Trading for a Star?
With Boston potentially a superstar and a couple pieces away from title contention, Ainge should leave no rock unturned when hunting for a big name. That's precisely what he's doing, according to RealGM's Andrew Perna:
Danny Ainge attend a workout with Excel Sports Management clients in New York City recently and met with prominent agent Jeff Schwartz, a league source told RealGM’s Andrew Perna. Schwartz represents Love, as well as Harrison Barnes, who will be a restricted free agent this summer.
Brandon Ingram, the presumed No. 2 pick in next week’s draft is also a client of Excel, but Ainge is believed to have inquired with Schwartz about whether a trade for Love could be revisited.
As Perna points out, Schwartz represents other individuals whose services Boston could potentially be interested in, so this could be speculated in any number of directions.
The Cleveland Cavaliers are fresh off a championship, which should tie their core closer together rather than encourage change. Then again, Love is still somewhat of an awkward fit with the Cavs, and a hefty $170 million salary bill (including luxury tax penalties) could force Cleveland to look for cheaper options.
For all his defensive struggles, Love is still a capable No. 1 option on offense. He could create a deadly pick-and-roll partnership with Isaiah Thomas, inject a healthy dose of post-ups and give a massive boost in the rebounding department.
Ainge has the assets to construct an enticing package, but it feels unrealistic that the Cavs would conduct any serious business before properly celebrating the championship run first.
"The Boston Celtics, who hold the No. 3 overall pick, are also known to have trade interest in Butler, while sources say that the Bulls are highly intrigued by Providence guard Kris Dunn, who is projected to be selected in the 3-to-5 range in the June 23 draft."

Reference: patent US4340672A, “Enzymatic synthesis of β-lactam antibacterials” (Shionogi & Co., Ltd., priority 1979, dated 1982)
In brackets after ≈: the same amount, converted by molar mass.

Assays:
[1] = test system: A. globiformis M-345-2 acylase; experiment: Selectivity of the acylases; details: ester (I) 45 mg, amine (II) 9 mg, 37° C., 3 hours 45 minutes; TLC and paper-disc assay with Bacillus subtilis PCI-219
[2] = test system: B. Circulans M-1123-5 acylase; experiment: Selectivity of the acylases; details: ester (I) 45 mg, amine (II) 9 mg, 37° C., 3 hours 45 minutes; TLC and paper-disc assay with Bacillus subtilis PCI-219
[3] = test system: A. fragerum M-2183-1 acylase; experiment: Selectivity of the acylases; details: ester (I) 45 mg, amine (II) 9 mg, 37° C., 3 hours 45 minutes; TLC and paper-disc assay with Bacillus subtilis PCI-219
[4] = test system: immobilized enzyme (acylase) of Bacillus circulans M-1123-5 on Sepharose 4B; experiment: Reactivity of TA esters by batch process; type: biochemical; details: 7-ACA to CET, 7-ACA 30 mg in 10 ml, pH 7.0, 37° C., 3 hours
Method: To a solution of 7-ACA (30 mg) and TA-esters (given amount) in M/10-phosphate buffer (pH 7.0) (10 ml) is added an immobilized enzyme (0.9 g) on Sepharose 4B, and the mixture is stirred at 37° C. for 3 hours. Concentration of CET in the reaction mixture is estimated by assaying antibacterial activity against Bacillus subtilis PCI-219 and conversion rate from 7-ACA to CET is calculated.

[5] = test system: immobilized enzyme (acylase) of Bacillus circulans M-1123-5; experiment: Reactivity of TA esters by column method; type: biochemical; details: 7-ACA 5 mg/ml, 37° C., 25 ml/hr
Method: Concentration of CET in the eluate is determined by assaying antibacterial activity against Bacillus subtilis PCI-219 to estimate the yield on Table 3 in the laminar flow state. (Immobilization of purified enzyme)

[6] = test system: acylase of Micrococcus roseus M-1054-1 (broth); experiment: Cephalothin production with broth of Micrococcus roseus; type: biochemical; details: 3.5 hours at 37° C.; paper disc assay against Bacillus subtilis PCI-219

The report suggests the Bulls will listen to offers, but are not in any way desperate to move Butler. That should imply a high asking price, and the Minnesota Timberwolves, equipped with the fifth overall pick, figure to be in the race as well.
The allure is understandable—Butler has established himself as a true star, which is what Boston is looking for. However, while he is one of the best two-way perimeter players in the league, the Celtics already have Avery Bradley for defense.
Butler could be an upgrade over Bradley, but perhaps it would be wiser to use the third overall pick on more pressing positional needs. Boston is set in the backcourt, which should make a star big man the primary target.
Jahlil Okafor Still a Target?
The rumblings of a trade centred around the Philadelphia 76ers' Jahlil Okafor and Boston's high-lottery draft pick started at the trade deadline. Those rumors had substance, and the two parties were close to an agreement, according to MassLive.com's King.
It's a deal that seemingly made sense, although the lingering uncertainty of draft-lottery pingpong balls might have given the 76ers cold feet.
The picture is clear now.
Philadelphia can gauge the value of Boston's pick more accurately, while Joel Embiid is set to make his NBA debut next season, which means there likely won't be room for both Nerlens Noel and Okafor on Philly's frontcourt.
76ers president of basketball operations Bryan Colangelo further sparked speculation ahead of the draft when asked about his big man conundrum, according to NBA.com's Scott Howard-Cooper:
I don't know that there's a likelihood. I can't put a number on it. I would just simply tell you that there's been conversations and there's been a lot of interest expressed in some of the players that we have, but nothing that's made enough sense to pull the trigger on. We've talked about the five position in particular.
Now that Boston knows its chances of drafting Simmons or Ingram are slim to none, pushing for an Okafor trade would be smart. He averaged 17.5 points, 7.0 rebounds and 1.2 blocks during his rookie season, and would provide a terrific offensive boost up front.
Okafor's defense is still a question mark, but he's a promising young big who still has three years remaining on his rookie deal. He is undoubtedly a safer bet than anything Boston can get at No. 3, and Ainge shouldn't hesitate to throw in some second-round sweeteners if needed.